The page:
New book showcases work of Chicago printmaker
Astronauts use a plunger to fend off an encroaching swarm of squirrels. Two men duke it out in a pillow fight. Wait, that's no pillow -- it's a platypus.
Enigmatic images are Jay Ryan's calling card. After ten years of creating silkscreen prints for Chicago's rock bands and clubs, he has amassed a devoted following.
His new book, "100 Posters, 134 Squirrels," will showcase his work across the country. Considering the strong support he has received from his local supporters, Ryan's motto may be a line from a favorite song that appears on one of his posters: "Don't go alone / go with a friend."That help has come from as close as his office neighbor. Punk Planet, the Chicago-based independent music magazine that has published a number of Ryan's posters, is financing the publication of the book.
Ryan's studio, The Bird Machine, shares space with Punk Planet's offices in a rented factory space underneath the El tracks in Ravenswood. The two businesses could easily be mistaken for one. A shared front door leads into the magazine's work space. Ryan's studio is one room over. A wide archway leaves little boundary between the two spaces.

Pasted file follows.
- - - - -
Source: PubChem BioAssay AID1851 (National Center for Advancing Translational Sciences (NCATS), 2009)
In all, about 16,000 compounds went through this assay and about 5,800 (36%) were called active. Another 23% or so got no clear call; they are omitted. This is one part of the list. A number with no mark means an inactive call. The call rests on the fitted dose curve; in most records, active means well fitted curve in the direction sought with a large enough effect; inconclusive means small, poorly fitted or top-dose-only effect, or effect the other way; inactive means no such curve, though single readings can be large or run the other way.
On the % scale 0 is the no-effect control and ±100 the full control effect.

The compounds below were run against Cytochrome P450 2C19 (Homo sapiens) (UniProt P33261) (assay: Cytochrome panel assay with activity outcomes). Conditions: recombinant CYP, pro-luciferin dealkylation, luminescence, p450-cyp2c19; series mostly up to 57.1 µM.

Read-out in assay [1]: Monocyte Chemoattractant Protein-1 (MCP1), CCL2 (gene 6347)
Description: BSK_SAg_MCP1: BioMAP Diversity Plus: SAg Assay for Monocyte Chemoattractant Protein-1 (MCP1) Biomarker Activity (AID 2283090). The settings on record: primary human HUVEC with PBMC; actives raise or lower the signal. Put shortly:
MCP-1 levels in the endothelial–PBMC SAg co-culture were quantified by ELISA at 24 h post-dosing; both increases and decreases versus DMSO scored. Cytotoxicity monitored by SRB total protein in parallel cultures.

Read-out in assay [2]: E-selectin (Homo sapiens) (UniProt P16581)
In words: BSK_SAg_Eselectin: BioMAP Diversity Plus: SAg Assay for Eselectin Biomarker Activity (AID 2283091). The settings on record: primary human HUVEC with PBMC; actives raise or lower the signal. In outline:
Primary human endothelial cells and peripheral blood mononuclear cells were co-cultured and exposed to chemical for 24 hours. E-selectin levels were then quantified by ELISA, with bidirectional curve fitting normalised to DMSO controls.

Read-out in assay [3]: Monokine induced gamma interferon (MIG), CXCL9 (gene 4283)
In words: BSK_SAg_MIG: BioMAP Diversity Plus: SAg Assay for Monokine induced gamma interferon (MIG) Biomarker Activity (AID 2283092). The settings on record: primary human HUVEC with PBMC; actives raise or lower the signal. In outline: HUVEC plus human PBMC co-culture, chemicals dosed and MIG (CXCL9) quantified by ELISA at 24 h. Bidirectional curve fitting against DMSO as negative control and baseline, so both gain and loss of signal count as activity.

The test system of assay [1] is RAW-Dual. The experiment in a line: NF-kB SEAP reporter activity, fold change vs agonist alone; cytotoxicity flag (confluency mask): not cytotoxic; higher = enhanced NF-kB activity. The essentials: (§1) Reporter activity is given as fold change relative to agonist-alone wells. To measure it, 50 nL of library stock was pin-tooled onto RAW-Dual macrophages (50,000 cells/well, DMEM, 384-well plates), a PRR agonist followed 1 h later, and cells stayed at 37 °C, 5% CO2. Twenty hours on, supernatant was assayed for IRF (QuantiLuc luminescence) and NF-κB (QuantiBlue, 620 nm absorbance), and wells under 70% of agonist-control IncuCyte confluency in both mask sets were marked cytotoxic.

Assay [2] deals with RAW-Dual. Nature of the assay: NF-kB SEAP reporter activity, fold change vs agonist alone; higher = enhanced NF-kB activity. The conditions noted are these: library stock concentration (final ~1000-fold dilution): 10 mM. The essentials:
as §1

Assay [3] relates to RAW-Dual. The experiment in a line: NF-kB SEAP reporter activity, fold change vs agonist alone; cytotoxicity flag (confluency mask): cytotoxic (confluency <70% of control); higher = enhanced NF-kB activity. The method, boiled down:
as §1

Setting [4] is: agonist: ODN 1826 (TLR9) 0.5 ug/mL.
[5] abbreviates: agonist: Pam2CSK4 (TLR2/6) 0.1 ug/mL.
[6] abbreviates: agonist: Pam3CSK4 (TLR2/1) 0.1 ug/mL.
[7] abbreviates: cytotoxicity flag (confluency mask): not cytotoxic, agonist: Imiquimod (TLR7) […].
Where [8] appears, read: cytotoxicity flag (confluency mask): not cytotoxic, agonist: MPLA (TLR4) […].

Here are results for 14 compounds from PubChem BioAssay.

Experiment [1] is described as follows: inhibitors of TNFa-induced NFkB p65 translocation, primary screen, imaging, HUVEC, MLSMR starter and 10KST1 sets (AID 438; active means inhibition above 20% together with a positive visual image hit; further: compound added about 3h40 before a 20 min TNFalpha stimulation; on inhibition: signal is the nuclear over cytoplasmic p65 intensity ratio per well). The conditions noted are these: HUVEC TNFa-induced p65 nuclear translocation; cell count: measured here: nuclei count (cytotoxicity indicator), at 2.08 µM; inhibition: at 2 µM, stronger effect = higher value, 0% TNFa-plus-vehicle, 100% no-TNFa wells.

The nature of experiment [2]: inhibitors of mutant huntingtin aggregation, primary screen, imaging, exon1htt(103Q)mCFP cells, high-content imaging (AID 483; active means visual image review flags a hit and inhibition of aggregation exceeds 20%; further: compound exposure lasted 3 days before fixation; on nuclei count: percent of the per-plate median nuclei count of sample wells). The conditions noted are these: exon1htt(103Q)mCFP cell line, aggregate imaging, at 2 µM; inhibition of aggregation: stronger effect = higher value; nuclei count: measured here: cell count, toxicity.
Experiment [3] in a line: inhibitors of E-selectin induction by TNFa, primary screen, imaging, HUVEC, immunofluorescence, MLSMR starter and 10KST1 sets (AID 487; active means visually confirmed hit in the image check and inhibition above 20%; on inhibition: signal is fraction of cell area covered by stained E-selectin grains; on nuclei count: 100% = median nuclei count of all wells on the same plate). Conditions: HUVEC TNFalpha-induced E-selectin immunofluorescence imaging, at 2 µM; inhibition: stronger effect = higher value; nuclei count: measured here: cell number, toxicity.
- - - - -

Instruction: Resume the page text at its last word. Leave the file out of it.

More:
For Ryan, 33, the book is an ideal way for people to get a better sense of his eclectic work. "A lot of people have seen a couple of posters or looked at the Web site, but those people have only seen those small images on the Internet," he said recently at his print studio. "Having them in a solid form is pretty nice."
Fans of the local rock scene have seen Ryan's posters for his own band Dianogah and groups like the Decemberists and the Indescribable at rock venues for years, but he has also designed for national names like the Flaming Lips and Interpol, and Seattle music label Sub Pop Records has used him for several of its album covers.